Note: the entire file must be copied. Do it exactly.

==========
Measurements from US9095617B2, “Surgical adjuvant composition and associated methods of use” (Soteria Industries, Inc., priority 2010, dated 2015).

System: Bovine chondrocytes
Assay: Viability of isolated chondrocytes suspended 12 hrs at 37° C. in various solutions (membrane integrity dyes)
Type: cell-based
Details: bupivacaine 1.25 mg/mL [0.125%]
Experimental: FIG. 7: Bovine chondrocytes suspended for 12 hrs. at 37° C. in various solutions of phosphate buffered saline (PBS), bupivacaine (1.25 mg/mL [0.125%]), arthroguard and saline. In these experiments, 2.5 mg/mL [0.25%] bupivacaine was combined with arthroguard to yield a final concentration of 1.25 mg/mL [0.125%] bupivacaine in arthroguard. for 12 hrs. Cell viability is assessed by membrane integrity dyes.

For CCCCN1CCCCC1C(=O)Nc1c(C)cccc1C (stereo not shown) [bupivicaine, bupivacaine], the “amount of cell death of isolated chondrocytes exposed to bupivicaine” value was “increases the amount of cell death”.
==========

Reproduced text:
Measurements from US9095617B2, “Surgical adjuvant composition and associated methods of use” (Soteria Industries, Inc., priority 2010, dated 2015).

System: Bovine chondrocytes
Assay: Viability of isolated chondrocytes suspended 12 hrs at 37° C. in various solutions (membrane integrity dyes)
Type: cell-based
Details: bupivacaine 1.25 mg/mL [0.125%]
Experimental: FIG. 7: Bovine chondrocytes suspended for 12 hrs. at 37° C. in various solutions of phosphate buffered saline (PBS), bupivacaine (1.25 mg/mL [0.125%]), arthroguard and saline. In these experiments, 2.5 mg/mL [0.25%] bupivacaine was combined with arthroguard to yield a final concentration of 1.25 mg/mL [0.125%] bupivacaine in arthroguard. for 12 hrs. Cell viability is assessed by membrane integrity dyes.

For CCCCN1CCCCC1C(=O)Nc1c(C)cccc1C (stereo not shown) [bupivicaine, bupivacaine], the “amount of cell death of isolated chondrocytes exposed to bupivicaine” value was “increases the amount of cell death”.